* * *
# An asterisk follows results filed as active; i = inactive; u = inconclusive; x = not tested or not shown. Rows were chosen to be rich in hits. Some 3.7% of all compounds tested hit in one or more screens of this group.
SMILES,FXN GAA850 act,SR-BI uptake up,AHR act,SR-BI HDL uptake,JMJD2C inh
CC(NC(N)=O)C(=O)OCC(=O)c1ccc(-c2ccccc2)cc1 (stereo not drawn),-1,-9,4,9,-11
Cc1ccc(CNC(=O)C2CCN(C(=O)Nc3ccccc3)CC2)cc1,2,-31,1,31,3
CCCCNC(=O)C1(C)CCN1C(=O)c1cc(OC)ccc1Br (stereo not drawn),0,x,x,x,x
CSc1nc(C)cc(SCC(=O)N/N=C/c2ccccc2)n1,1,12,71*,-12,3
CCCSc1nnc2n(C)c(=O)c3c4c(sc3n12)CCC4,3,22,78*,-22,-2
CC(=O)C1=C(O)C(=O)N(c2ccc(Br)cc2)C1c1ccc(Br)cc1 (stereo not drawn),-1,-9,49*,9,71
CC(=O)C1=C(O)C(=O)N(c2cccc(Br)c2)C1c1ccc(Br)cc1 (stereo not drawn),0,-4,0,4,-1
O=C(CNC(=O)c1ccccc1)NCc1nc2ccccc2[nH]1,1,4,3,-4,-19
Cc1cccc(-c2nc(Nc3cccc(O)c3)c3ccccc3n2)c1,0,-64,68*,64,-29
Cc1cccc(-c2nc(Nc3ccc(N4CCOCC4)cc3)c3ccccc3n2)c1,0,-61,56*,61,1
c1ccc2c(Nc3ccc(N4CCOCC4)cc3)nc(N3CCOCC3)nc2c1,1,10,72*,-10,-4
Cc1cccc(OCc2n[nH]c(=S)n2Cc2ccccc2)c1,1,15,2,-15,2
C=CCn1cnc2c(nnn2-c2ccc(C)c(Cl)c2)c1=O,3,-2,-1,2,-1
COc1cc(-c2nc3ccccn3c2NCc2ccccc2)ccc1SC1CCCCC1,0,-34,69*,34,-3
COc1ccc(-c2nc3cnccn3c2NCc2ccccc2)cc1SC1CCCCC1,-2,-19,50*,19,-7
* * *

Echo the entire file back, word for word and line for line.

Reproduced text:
# An asterisk follows results filed as active; i = inactive; u = inconclusive; x = not tested or not shown. Rows were chosen to be rich in hits. Some 3.7% of all compounds tested hit in one or more screens of this group.
SMILES,FXN GAA850 act,SR-BI uptake up,AHR act,SR-BI HDL uptake,JMJD2C inh
CC(NC(N)=O)C(=O)OCC(=O)c1ccc(-c2ccccc2)cc1 (stereo not drawn),-1,-9,4,9,-11
Cc1ccc(CNC(=O)C2CCN(C(=O)Nc3ccccc3)CC2)cc1,2,-31,1,31,3
CCCCNC(=O)C1(C)CCN1C(=O)c1cc(OC)ccc1Br (stereo not drawn),0,x,x,x,x
CSc1nc(C)cc(SCC(=O)N/N=C/c2ccccc2)n1,1,12,71*,-12,3
CCCSc1nnc2n(C)c(=O)c3c4c(sc3n12)CCC4,3,22,78*,-22,-2
CC(=O)C1=C(O)C(=O)N(c2ccc(Br)cc2)C1c1ccc(Br)cc1 (stereo not drawn),-1,-9,49*,9,71
CC(=O)C1=C(O)C(=O)N(c2cccc(Br)c2)C1c1ccc(Br)cc1 (stereo not drawn),0,-4,0,4,-1
O=C(CNC(=O)c1ccccc1)NCc1nc2ccccc2[nH]1,1,4,3,-4,-19
Cc1cccc(-c2nc(Nc3cccc(O)c3)c3ccccc3n2)c1,0,-64,68*,64,-29
Cc1cccc(-c2nc(Nc3ccc(N4CCOCC4)cc3)c3ccccc3n2)c1,0,-61,56*,61,1
c1ccc2c(Nc3ccc(N4CCOCC4)cc3)nc(N3CCOCC3)nc2c1,1,10,72*,-10,-4
Cc1cccc(OCc2n[nH]c(=S)n2Cc2ccccc2)c1,1,15,2,-15,2
C=CCn1cnc2c(nnn2-c2ccc(C)c(Cl)c2)c1=O,3,-2,-1,2,-1
COc1cc(-c2nc3ccccn3c2NCc2ccccc2)ccc1SC1CCCCC1,0,-34,69*,34,-3
COc1ccc(-c2nc3cnccn3c2NCc2ccccc2)cc1SC1CCCCC1,-2,-19,50*,19,-7